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Obama v. Mitt: Staggering Toward November

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It ain't over, no matter what the Republican establishment may wish. Newt is not finished, but it's safe to say, the handwriting is on the wall.

On the one hand, the new energetic Romney is funded, strategically sound, and climbing. On the other hand he is one gaff, one revelation, away from collapse. The majority of Republican primary voters remain deeply uncomfortable with him. That discomfort is cultural, ideological, theological and personal and it won't go away. If either Paul or Santorum pulls out, that Silent Majority will find its way to Gingrich. So, long shot as he may be, Newt's still out there.

Romney comes out of Florida both strengthened and weakened. He's a better, more aggressive candidate to be sure. But the labeling process that all candidates go through has left him beaten up. Thanks to Newt's Occupy-Mitt attack on his Bain Capital shenanigans, Romney has been painted as the rich kid with good hair who is the candidate of the 1 %ers (not far from the truth). That is the precise and only narrative that works for Obama. It remains to be seen if that label will stick as the campaign progresses, but it could be the gift that keeps on giving.

Leading up to Florida, Romney was running a terrible, out-of-touch campaign. It was tinged by a kind of genial and self-congratulatory arrogance that is the kiss of death for any candidate. It's a sign of how bad it was that it took a major defeat in South Carolina to open Romney's eyes. Yet he learned the lesson and did what he had to do. It's not as easy a feat as he made it look.

Obama is perched in the wings, ready to... who knows? For a genuinely smart guy, you wonder how the president managed to lose the political high ground so completely. He inherited an economic mess well beyond anyone's expectations, and a Republican crew of wreckers who would rather the country tank than do anything that Obama can claim as a victory. But that doesn't explain away some fundamental political miscalculations. As important as it was for the nation to address its dysfunctional health care system, the American people were infinitely more focused on economic recovery. The decision to take on health care reform first seems strangely out of touch in retrospect. Just as Romney suffers from the creation of an image as out-of-touch, so does Obama. And just as Romney pivoted at the last minute and seemed to save his candidacy, Obama has tried to do the same.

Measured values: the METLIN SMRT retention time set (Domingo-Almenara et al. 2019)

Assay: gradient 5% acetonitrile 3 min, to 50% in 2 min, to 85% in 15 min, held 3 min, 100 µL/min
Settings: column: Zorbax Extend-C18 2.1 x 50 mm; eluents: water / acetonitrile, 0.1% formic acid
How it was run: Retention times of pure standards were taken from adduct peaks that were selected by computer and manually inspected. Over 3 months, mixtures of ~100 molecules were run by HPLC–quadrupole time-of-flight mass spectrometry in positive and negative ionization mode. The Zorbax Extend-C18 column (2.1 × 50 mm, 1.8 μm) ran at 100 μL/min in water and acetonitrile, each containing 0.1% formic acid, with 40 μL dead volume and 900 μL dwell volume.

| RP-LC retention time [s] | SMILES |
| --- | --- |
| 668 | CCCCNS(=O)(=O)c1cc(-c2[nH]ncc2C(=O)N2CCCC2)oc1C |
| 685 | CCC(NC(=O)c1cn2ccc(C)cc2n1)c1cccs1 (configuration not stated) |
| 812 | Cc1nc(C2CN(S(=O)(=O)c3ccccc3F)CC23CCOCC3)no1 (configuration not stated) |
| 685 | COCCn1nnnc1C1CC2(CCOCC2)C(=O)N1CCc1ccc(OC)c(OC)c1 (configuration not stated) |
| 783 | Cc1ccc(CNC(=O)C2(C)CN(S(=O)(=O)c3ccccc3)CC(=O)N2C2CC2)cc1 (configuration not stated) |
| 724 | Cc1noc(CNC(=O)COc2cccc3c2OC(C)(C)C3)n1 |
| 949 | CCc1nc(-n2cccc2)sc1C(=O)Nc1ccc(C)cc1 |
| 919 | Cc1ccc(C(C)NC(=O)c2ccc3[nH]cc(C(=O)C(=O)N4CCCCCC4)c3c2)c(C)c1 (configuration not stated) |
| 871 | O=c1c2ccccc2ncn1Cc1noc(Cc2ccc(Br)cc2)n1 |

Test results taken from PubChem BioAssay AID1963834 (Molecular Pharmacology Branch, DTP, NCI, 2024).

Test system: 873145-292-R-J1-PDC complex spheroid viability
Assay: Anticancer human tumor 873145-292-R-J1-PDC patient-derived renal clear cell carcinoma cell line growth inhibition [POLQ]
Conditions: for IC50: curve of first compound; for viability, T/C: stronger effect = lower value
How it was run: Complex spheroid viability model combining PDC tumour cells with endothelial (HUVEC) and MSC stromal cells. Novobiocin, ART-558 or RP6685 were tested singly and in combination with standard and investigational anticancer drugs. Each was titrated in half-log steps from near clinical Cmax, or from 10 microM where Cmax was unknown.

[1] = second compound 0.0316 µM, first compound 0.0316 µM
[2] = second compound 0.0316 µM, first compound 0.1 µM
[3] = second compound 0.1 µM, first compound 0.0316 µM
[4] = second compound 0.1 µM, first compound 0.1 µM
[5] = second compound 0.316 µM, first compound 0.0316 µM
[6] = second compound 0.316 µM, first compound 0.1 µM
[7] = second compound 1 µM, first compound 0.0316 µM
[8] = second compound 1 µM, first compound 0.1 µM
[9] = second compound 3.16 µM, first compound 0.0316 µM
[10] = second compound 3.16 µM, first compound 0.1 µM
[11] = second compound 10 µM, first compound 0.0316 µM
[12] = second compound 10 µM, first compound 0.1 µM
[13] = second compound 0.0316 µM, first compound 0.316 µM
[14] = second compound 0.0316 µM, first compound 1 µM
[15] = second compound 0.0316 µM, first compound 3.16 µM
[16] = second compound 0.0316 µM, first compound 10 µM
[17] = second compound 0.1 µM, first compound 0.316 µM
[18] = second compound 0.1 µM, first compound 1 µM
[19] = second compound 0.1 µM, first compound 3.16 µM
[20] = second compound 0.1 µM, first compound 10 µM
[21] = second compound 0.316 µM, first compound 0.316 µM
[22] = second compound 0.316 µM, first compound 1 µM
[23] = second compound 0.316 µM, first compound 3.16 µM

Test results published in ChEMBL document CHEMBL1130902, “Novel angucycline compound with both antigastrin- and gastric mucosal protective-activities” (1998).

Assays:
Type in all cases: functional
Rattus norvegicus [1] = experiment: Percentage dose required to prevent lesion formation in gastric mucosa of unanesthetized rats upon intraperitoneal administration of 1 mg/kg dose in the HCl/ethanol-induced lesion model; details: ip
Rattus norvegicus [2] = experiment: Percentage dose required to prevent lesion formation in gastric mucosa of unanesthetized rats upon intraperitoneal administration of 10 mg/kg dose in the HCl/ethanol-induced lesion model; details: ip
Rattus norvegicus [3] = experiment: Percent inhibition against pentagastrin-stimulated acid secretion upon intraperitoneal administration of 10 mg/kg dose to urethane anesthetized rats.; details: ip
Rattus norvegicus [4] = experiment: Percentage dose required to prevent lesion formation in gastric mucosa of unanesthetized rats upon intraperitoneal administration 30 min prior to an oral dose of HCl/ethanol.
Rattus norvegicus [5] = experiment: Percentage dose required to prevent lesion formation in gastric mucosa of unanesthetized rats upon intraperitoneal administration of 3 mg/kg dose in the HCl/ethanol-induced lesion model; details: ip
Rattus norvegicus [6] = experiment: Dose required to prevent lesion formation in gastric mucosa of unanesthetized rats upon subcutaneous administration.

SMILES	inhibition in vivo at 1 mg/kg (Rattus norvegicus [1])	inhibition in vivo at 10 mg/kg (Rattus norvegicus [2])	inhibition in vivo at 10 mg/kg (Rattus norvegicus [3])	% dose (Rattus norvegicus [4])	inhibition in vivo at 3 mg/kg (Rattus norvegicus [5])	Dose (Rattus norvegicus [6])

Obama figured out that if the conversation in 2012 was about him, there was no path to re-election. He started with the Kansas speech, resurrecting the populist Teddy Roosevelt attack on the rich, and doubled-down in a State of the Union speech seemingly written in a tent in Zucotti Park. It wasn't an ideological reach for him. Rather it was a reminder of the tone and ideas that got him elected in the first place. It partially re-energized his base and partially gave him the same argument against Mitt that Newt had perfected in South Carolina.

So, as Groundhog Day approaches, the shadowy outlines of the campaign emerge. The ideas that will dominate become clear, and the two likely candidates try to recover from similar self-inflicted wounds. It's worth remembering that presidential campaigns are never straight lines, and that outside events will have much to do with the outcome. Just imagine the political impact of an Iranian oil blockade, or a European debt meltdown, or a dramatic drop in the jobless rate.

The stakes in this election are huge. The Republican Party is the vehicle for a combination of social reactionaries and economic royalists. In power, they will move the country in exactly the direction they say they will. It's enough to keep you up at night.